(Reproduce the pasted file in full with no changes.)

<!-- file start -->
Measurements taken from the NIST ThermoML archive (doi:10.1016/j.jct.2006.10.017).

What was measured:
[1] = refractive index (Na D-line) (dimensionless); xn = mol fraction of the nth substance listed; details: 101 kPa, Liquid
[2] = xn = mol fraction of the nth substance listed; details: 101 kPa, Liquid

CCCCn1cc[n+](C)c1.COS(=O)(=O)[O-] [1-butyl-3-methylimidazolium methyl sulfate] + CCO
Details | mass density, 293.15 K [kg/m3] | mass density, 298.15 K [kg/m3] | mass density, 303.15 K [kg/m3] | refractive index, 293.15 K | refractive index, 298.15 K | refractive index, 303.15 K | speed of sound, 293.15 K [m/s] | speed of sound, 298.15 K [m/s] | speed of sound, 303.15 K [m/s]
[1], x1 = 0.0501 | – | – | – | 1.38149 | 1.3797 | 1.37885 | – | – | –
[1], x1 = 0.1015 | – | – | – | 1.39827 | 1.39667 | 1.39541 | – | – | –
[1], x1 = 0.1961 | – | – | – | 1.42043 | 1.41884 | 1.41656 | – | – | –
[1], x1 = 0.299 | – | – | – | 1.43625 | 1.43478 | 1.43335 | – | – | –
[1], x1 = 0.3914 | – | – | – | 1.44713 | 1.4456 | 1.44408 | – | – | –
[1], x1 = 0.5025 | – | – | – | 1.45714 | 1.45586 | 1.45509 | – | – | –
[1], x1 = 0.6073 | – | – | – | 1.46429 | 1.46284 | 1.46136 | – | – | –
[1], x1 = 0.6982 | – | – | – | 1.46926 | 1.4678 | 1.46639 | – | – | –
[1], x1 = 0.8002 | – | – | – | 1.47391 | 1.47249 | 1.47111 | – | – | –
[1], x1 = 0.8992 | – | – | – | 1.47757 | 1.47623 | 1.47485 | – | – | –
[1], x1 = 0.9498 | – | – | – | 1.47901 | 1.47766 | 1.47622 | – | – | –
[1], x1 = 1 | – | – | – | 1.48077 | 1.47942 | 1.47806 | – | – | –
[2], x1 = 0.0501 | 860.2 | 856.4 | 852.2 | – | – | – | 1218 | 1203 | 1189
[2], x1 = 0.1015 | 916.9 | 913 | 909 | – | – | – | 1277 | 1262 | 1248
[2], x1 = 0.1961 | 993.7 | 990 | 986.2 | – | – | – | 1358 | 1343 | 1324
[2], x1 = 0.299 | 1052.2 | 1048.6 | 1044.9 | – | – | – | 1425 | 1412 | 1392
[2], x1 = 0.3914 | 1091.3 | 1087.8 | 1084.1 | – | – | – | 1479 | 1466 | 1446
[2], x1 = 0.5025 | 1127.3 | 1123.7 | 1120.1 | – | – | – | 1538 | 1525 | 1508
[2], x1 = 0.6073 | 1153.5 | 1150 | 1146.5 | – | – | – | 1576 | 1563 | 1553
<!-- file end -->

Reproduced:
Measurements taken from the NIST ThermoML archive (doi:10.1016/j.jct.2006.10.017).

What was measured:
[1] = refractive index (Na D-line) (dimensionless); xn = mol fraction of the nth substance listed; details: 101 kPa, Liquid
[2] = xn = mol fraction of the nth substance listed; details: 101 kPa, Liquid

CCCCn1cc[n+](C)c1.COS(=O)(=O)[O-] [1-butyl-3-methylimidazolium methyl sulfate] + CCO
Details | mass density, 293.15 K [kg/m3] | mass density, 298.15 K [kg/m3] | mass density, 303.15 K [kg/m3] | refractive index, 293.15 K | refractive index, 298.15 K | refractive index, 303.15 K | speed of sound, 293.15 K [m/s] | speed of sound, 298.15 K [m/s] | speed of sound, 303.15 K [m/s]
[1], x1 = 0.0501 | – | – | – | 1.38149 | 1.3797 | 1.37885 | – | – | –
[1], x1 = 0.1015 | – | – | – | 1.39827 | 1.39667 | 1.39541 | – | – | –
[1], x1 = 0.1961 | – | – | – | 1.42043 | 1.41884 | 1.41656 | – | – | –
[1], x1 = 0.299 | – | – | – | 1.43625 | 1.43478 | 1.43335 | – | – | –
[1], x1 = 0.3914 | – | – | – | 1.44713 | 1.4456 | 1.44408 | – | – | –
[1], x1 = 0.5025 | – | – | – | 1.45714 | 1.45586 | 1.45509 | – | – | –
[1], x1 = 0.6073 | – | – | – | 1.46429 | 1.46284 | 1.46136 | – | – | –
[1], x1 = 0.6982 | – | – | – | 1.46926 | 1.4678 | 1.46639 | – | – | –
[1], x1 = 0.8002 | – | – | – | 1.47391 | 1.47249 | 1.47111 | – | – | –
[1], x1 = 0.8992 | – | – | – | 1.47757 | 1.47623 | 1.47485 | – | – | –
[1], x1 = 0.9498 | – | – | – | 1.47901 | 1.47766 | 1.47622 | – | – | –
[1], x1 = 1 | – | – | – | 1.48077 | 1.47942 | 1.47806 | – | – | –
[2], x1 = 0.0501 | 860.2 | 856.4 | 852.2 | – | – | – | 1218 | 1203 | 1189
[2], x1 = 0.1015 | 916.9 | 913 | 909 | – | – | – | 1277 | 1262 | 1248
[2], x1 = 0.1961 | 993.7 | 990 | 986.2 | – | – | – | 1358 | 1343 | 1324
[2], x1 = 0.299 | 1052.2 | 1048.6 | 1044.9 | – | – | – | 1425 | 1412 | 1392
[2], x1 = 0.3914 | 1091.3 | 1087.8 | 1084.1 | – | – | – | 1479 | 1466 | 1446
[2], x1 = 0.5025 | 1127.3 | 1123.7 | 1120.1 | – | – | – | 1538 | 1525 | 1508
[2], x1 = 0.6073 | 1153.5 | 1150 | 1146.5 | – | – | – | 1576 | 1563 | 1553